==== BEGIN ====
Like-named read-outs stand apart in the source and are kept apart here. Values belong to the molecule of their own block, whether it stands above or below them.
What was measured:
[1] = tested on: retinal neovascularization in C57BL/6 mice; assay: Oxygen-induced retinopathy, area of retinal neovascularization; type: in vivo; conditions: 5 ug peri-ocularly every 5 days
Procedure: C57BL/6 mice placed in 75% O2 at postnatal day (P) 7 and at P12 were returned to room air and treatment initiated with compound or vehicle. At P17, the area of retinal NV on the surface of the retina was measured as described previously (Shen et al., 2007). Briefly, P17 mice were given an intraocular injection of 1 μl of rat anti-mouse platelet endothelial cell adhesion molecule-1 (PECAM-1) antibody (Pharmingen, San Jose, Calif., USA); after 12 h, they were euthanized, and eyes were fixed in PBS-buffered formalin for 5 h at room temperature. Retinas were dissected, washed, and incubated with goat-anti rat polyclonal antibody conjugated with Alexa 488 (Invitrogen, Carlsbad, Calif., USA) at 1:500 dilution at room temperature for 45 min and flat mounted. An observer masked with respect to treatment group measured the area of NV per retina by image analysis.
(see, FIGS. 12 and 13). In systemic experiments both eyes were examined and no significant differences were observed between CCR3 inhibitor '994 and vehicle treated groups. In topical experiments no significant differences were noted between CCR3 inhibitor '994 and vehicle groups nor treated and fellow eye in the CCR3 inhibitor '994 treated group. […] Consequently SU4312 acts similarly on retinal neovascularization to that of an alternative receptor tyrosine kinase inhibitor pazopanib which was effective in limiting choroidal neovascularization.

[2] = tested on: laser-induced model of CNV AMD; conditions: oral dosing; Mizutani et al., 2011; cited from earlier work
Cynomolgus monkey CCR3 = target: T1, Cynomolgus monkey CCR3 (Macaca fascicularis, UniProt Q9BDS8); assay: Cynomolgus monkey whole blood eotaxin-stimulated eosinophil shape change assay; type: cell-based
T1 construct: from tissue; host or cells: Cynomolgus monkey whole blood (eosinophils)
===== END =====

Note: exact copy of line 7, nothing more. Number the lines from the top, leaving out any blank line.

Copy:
Cynomolgus monkey CCR3 = target: T1, Cynomolgus monkey CCR3 (Macaca fascicularis, UniProt Q9BDS8); assay: Cynomolgus monkey whole blood eotaxin-stimulated eosinophil shape change assay; type: cell-based